Skip Navigation
*To search for student contact information, login to FlashLine and choose the "Directory" icon in the FlashLine masthead (blue bar).

Benefits Of Participating In Research

header2

Why Should I Do Research?

 
header2
milky1

Solar research

fthmsk_galwa

    Art of the world research

ancient coral

    Oceanography research

 

 

Benefits for the student...

 

Participating in undergraduate research can provide opportunities for you to:

  • Work one-on-one with faculty, graduate students, and post-doctoral researchers;
  • Contribute to the creation of new knowledge;
  • Sharpen your critical and analytical thinking skills;
  • Complement and extend your classroom learning;
  • Enhance your confidence in your abilities;
  • Prepare for graduate-level study; and,
  • Explore your interests and clarify your career goals.

Some of the greatest benefits of being involved in research are the insights it gives you on:

  • the ways you learn best,
  • How new knowledge is created; and,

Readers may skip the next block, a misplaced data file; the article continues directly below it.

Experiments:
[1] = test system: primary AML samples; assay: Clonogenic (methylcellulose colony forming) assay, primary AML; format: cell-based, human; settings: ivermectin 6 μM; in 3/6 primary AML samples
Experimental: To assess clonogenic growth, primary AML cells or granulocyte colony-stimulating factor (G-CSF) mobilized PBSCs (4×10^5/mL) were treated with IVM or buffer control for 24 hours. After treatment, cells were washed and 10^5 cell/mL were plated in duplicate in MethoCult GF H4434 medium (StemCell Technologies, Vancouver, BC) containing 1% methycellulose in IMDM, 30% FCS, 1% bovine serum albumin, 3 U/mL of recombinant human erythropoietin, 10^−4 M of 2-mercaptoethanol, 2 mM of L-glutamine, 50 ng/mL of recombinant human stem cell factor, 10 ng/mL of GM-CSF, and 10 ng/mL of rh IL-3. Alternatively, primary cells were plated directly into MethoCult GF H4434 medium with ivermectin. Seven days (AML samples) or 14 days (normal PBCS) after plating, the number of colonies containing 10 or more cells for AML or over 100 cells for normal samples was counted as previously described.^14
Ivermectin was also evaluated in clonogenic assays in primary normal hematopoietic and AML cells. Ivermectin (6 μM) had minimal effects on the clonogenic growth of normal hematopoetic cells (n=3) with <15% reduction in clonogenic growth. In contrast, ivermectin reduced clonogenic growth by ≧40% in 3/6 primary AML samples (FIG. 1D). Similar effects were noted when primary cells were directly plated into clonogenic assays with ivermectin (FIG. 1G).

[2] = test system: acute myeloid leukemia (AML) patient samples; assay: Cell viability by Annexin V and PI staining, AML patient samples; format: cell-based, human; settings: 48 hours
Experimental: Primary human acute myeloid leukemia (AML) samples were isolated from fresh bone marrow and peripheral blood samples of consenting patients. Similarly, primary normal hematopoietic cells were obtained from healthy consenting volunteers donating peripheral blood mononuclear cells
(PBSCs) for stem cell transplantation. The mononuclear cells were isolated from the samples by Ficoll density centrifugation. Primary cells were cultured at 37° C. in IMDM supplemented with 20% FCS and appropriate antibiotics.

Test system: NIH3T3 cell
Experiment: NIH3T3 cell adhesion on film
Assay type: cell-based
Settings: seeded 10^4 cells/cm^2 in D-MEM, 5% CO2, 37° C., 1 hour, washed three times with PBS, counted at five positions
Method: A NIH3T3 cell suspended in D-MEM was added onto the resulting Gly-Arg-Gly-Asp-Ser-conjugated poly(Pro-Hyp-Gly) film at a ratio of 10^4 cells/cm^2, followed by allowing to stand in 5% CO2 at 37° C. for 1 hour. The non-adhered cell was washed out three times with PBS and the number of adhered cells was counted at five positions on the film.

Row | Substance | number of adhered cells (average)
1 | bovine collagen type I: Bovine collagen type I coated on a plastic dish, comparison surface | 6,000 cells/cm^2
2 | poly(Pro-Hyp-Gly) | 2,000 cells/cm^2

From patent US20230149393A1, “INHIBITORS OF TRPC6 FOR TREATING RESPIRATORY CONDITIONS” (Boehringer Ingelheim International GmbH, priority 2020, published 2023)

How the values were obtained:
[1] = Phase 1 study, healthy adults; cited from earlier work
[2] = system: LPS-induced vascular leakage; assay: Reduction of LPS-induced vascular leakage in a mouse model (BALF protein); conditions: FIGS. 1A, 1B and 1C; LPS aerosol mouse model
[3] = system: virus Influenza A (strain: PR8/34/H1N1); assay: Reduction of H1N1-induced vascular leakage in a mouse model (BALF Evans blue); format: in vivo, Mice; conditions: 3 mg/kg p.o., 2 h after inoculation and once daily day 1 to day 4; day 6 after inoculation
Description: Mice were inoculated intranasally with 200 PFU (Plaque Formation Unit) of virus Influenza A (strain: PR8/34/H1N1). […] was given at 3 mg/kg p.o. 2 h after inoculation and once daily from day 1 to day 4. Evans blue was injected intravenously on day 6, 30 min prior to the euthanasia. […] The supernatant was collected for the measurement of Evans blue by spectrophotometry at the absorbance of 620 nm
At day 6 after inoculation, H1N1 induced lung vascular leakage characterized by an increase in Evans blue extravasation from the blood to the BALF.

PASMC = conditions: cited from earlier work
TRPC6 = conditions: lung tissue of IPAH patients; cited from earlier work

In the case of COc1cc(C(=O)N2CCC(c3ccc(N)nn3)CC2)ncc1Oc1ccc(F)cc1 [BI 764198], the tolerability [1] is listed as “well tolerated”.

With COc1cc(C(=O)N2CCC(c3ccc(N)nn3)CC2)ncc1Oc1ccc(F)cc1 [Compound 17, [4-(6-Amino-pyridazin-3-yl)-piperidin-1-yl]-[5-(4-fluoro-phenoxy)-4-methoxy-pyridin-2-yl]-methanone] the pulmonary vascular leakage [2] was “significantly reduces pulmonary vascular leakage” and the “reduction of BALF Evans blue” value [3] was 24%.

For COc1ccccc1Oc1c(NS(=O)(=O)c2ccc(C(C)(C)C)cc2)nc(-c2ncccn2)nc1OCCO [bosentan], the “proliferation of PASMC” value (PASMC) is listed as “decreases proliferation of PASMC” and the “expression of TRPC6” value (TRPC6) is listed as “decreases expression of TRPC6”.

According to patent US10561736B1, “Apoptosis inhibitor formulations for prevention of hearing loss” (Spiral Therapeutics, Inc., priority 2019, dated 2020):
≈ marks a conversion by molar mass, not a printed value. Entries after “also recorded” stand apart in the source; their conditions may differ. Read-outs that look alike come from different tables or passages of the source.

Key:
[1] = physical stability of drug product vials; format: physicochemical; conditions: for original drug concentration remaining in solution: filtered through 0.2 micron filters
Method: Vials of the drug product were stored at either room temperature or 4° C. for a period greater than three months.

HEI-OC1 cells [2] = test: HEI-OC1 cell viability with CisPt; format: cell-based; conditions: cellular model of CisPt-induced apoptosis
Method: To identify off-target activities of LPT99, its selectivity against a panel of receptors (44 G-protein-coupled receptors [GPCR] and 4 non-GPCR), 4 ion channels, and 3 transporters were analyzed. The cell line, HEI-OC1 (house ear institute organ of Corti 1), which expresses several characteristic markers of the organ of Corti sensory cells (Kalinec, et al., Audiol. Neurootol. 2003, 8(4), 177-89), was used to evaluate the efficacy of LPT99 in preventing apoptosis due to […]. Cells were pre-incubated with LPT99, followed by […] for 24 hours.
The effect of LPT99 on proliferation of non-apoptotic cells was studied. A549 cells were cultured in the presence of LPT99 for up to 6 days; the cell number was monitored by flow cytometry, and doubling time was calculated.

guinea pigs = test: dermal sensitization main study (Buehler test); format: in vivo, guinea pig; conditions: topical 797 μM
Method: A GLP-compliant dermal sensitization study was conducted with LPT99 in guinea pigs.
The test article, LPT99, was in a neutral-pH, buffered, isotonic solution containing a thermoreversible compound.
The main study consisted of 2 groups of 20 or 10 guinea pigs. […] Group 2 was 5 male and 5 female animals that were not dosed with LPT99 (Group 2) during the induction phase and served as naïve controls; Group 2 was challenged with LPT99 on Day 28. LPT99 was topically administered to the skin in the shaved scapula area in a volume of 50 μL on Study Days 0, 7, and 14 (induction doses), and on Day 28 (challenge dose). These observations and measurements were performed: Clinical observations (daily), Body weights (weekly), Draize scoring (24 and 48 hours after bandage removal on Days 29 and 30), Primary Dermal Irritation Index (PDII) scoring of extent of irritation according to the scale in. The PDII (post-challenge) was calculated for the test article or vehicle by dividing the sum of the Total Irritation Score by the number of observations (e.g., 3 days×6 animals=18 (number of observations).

• What you can accomplish when actively engaging your own research questions, or
  • How to effectively collaborate in a team for a shared initiative.

Adapted from Coastal Carolina University 

 

For the faculty....

 

Christopher R. Madan, University of Alberta
Braden D. Teitge, University of Alberta

The undergraduate experience is greatly enriched by attaining research experience early and often. Recently this has been demonstrated empirically and discussed at length in a variety of disciplines, including but not limited to engineering (Narayanan, 1999), medicine (Murdoch-Eaton et al., 2010), biology (Reynolds, Smith, Moskovitz, & Sayle, 2009), physiology (Desai et al., 2008), neuroscience (Frantz, DeHaan, Demetrikopoulos, & Carruth, 2006), psychology (Wayment & Dickson, 2008), as well as in multidisciplinary discussions in prestigious journals (e.g., Carrero-Martinez, 2011; Russell, Hancock, & McCullough, 2007). 

However, while the benefits of undergraduate research are numerous and far reaching, the majority of articles on the topic focus on a retrospective viewpoint of undergraduate research initiatives at specific universities. This paper looks forward, offering the students’ perspective on how academic advisers can advocate for undergraduate research and engage junior and senior undergraduates in research, as well as how advisers can promote undergraduate research within the faculty. - See more here  

** Article from Penn State - Division of Undergraduate Studies (link above)